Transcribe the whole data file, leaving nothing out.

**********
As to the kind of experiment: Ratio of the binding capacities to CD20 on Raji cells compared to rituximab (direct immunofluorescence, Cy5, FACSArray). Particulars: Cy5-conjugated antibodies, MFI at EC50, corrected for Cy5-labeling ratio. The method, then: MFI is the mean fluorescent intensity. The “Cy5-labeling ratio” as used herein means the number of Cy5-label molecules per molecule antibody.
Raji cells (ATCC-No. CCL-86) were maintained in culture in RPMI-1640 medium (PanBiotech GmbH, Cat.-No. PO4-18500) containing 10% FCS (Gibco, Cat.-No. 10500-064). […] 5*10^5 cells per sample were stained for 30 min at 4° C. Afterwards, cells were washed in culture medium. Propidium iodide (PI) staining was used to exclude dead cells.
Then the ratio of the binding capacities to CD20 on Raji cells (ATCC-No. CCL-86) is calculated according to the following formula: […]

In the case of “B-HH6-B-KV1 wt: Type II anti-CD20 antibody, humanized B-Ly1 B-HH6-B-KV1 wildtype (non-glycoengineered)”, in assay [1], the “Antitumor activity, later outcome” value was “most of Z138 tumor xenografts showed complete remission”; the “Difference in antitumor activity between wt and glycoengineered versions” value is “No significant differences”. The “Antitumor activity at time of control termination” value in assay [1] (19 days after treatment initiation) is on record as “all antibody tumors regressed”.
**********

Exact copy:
As to the kind of experiment: Ratio of the binding capacities to CD20 on Raji cells compared to rituximab (direct immunofluorescence, Cy5, FACSArray). Particulars: Cy5-conjugated antibodies, MFI at EC50, corrected for Cy5-labeling ratio. The method, then: MFI is the mean fluorescent intensity. The “Cy5-labeling ratio” as used herein means the number of Cy5-label molecules per molecule antibody.
Raji cells (ATCC-No. CCL-86) were maintained in culture in RPMI-1640 medium (PanBiotech GmbH, Cat.-No. PO4-18500) containing 10% FCS (Gibco, Cat.-No. 10500-064). […] 5*10^5 cells per sample were stained for 30 min at 4° C. Afterwards, cells were washed in culture medium. Propidium iodide (PI) staining was used to exclude dead cells.
Then the ratio of the binding capacities to CD20 on Raji cells (ATCC-No. CCL-86) is calculated according to the following formula: […]

In the case of “B-HH6-B-KV1 wt: Type II anti-CD20 antibody, humanized B-Ly1 B-HH6-B-KV1 wildtype (non-glycoengineered)”, in assay [1], the “Antitumor activity, later outcome” value was “most of Z138 tumor xenografts showed complete remission”; the “Difference in antitumor activity between wt and glycoengineered versions” value is “No significant differences”. The “Antitumor activity at time of control termination” value in assay [1] (19 days after treatment initiation) is on record as “all antibody tumors regressed”.